FROM CNN's Jack Cafferty:
Except for some judges, the Republicans and some Democrats, President Barack Obama's health care reform law is very popular.
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A top Republican says the House is likely to vote next week to block funding for the president's signature law.
House Majority Leader Eric Cantor says it's expected to be an amendment during House debate on cutting at least $32 billion from the government's budget.
Although it's unlikely such a measure would make it through the Democratic-controlled Senate, it could still set the stage for another partisan showdown over health care. And it's not just Republicans who are questioning the scope of the health care law.
A group of moderate Senate Democrats is considering rolling back the individual mandate that requires everyone buy health insurance.
They haven't decided yet whether they'll propose legislation; but if they do team up with Republicans on this one, it could be a major embarrassment for the president.
Many of these moderate Democrats are up for re-election next year and represent states that Obama lost in 2008.
The controversial individual mandate has also been shot down by some judges. Most recently, a Florida federal judge ruled that the individual mandate is unconstitutional and that the whole health care law should be thrown out.
This could very well set up a Supreme Court challenge over health care, not to mention the two dozen other court challenges pending across the country.
Here’s my question to you: Is President Obama's health care law destined for the scrap heap?
Interested to know which ones made it on air?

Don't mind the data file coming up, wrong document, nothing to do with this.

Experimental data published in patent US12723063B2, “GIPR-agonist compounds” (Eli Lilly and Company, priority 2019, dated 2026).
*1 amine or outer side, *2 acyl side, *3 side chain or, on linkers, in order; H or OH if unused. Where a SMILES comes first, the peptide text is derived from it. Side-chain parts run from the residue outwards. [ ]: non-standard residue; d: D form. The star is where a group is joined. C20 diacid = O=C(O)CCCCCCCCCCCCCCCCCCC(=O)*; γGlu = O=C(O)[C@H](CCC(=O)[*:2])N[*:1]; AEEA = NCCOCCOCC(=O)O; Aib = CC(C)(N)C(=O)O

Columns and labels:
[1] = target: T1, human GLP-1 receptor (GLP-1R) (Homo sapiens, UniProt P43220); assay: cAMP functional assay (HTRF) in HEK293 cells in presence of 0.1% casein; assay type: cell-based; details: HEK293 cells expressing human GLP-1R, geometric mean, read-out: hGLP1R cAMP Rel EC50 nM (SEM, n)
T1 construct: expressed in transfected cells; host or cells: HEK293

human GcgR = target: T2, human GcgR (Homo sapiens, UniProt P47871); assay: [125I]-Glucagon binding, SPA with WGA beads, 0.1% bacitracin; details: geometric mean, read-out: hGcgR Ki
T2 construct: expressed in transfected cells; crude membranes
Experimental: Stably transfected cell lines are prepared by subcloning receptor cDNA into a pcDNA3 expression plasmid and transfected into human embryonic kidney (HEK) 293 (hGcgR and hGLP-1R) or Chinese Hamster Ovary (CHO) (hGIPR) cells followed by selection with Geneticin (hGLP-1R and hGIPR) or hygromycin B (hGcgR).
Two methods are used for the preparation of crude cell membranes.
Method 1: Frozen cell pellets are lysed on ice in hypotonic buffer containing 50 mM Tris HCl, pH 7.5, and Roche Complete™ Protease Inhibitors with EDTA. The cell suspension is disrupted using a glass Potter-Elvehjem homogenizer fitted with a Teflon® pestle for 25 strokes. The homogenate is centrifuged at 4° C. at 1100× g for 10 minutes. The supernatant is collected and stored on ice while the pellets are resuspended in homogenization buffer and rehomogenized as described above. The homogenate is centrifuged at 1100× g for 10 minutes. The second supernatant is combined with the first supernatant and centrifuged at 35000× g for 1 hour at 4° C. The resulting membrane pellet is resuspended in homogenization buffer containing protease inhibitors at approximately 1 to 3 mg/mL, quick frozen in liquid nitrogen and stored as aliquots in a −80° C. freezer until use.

Loren in Chicago writes:
Nothing in Washington ever gets placed on the scrap heap; the so-called health care reform will continue to live on in one form or another. There is a need for true health care reform, but given the political and economic interests, the likelihood of having a system that actually works for all citizens is practically nil.
Herman in Portland, Oregon writes:
Jack, With over 50% of the American people opposed to the law and many states calling the mandate unconstitutional, poor CBO numbers on the costs, etc… the partisan law should be headed for the scrap heap. This should have been a bipartisan law to begin with. Why are we now trying to fix it with bipartisan support? The way this law was passed was a joke and an excellent example of what the American people are tired of in Washington.
Michael in Columbus, Ohio writes:
I do not believe the individual mandate is wrong or the bill is destined for the 'scrap heap'. I find this question of the individual mandate to buy and have health insurance no different than many state mandates that automobile owners have auto insurance.
Yes, they only took a problem and made it worse. The insurance companies and the drug manufacturers are the only ones who like the law as it's written. If Congress had the same insurance as everyone else, it would make a huge difference. We were better off the way we were. And by the way I'm someone who doesn't have insurance. Couldn't afford it then, can't afford it now.
Jack in Washington writes:
ObamaCare is the proverbial camel designed by committee. It looks funny and it's ungainly, but it holds water better than any beast that has come before it. If there's poetic justice, the Republicans and Tea Partiers will dry up fighting it.